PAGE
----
Adobe has no release on its site, but if you go to the Print Service Provider page on Adobe.com, you’ll be tersely informed: “The Adobe Partner Connection Print Service Provider Program has been discontinued. If you have any questions, please contact the Partner Programs Helpdesk (log-in required).”

Sherburne’s column produced 18 comments. Several were of the “oh well” variety, but more typical is:

The discontinuing of the program is a trend in marginalizing print. They dropped the printed Adobe Magazine, brought it back for a short term in electronic form. That too is gone. Seminars at trade shows, especially when new software was rolled out, was eliminated well before Seybold folded. The ASP logo gave the potential client some assurance of competence.

And:

For Adobe to do this now, in this economy, is a stab in the back, since it was really the printing industry (that) helped get Adobe on the map. If it wasn’t for printers, graphic artists and prepress, Adobe wouldn’t be where it is today. So thanks Adobe for shooting us when we are down….This is the thanks we get for supporting Adobe all these years.

And finally:

I’m shocked to have to find out about it online as opposed to a letter from Adobe to its members. Is our loyalty of so little importance that we don’t even rate that? I have personally pushed Adobe InDesign over QuarkXPress to my customers for years in part because I felt Adobe was sensitive to the needs of print providers while Quark took a ‘here it is take it or leave it’ attitude….Watch out Adobe, snubbing customer loyalty is how Quark lost the top spot!

That last comment is I believe apropos and reveals what I can only imagine is Adobe’s thinking:

1. Adobe InDesign has essentially vanquished QuarkPress. Yes, there are quite a few legacy QuarkXPress customers, but Adobe wins the vast majority of new installations.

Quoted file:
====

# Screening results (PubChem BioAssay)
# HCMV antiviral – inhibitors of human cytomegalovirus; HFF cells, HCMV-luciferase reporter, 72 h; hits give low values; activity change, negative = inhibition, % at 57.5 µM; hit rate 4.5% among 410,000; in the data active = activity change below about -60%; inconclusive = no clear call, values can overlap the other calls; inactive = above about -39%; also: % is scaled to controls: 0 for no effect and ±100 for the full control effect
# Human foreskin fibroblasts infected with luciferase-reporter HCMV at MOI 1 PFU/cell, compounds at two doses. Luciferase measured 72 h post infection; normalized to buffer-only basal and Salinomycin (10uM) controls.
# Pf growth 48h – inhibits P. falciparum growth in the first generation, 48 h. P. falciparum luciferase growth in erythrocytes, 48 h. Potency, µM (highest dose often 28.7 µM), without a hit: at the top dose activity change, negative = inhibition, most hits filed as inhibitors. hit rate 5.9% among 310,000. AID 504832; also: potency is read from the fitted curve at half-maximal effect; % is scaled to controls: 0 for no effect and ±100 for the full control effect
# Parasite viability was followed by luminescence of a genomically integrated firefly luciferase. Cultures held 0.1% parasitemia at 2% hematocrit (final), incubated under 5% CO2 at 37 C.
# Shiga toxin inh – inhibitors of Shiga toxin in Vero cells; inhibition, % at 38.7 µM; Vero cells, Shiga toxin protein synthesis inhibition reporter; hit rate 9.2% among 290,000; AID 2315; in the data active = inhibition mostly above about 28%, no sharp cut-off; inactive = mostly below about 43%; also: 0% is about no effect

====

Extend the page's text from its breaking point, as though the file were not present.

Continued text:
2. Print is an ever-declining source of revenue for Adobe, while as I’ve often noted, Adobe has a very clear strategy for moving forward on the web. No, Adobe is not abandoning print, it has merely dropped quite a few rungs down the ladder in Adobe’s list of priorities.

3. Don’t cry for me, print! I don’t blame Adobe for recognizing the reality of print’s rapid decline and placing its corporate priorities where it must. I just wish it would indeed recognize in some tangible way that these folks that it is tossing overboard did indeed help to launch the company into the enormous success that it has become. Of course eventually we have to pull the patient off life-support, but it can be done with dignity.

4. Adobe’s claim that membership was dropping and the cost to Adobe was becoming too high somehow doesn’t ring properly for a profitable $5 billion company that does manage to offer numerous other support programs, many directed towards web-related technologies (although there is a support program for the multiple media Creative Suite).

Enough of this. I rest my case.

Update: On January 20th Quark very wisely stepped into the breach, announcing,  “In continued support of the print community, Quark announced today special offers that allow eligible printers to join Quark output provider programs at no cost. Adobe Service Network (ASN) members, current QuarkAlliance members, and printers interested in Quark Promote are invited to take advantage of complimentary QuarkAlliance and Quark Promote memberships. Membership benefits can include priority technical support, a free copy of QuarkXPress 8, increased market visibility, and potential revenue opportunities….”

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A Look at (Un)Employment in the Publishing Industries

November 12, 2009

Dr. Joe Webb is one of the long-time leading economists focused on the printing industry. In his column today on WhatTheyThink? (membership may be required) he looks at the employment drop in the printing industry, but offers a charts the reveals comparisons to other publishing sectors.

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Only newspapers and direct mail advertising are dropping staff faster than printing companies.

Dr. Joe (as he’s known) relates these figures to the official U.S. unemployment numbers released this week: 10.2%, but 17.5% once underemployed workers and those who’ve given up the search are included (which surely they should be).

Of course these numbers show YTR changes in the number employed and so can’t be compared to unemployment figures per se. And it’s difficult to make easy comparisons to the total unemployed. While the seasonally-adjusted total number of unemployed American has increased by over 50% YTR (to over 15.7 million), the unemployment rate has increased from 6.6% to 10.2%.

The most relevant figure is that the number of Americans employed in October 2009 was 4.4% fewer than in October 2008 (again on a seasonally-adjusted basis). Only ad agencies match that percentage decline. The others all exceed it, in the case of newspaper workers, by some 320%!

Another indicator that ink-on-paper publishing’s decline far exceeds the indicators for the challenges to the U.S. economy as a whole.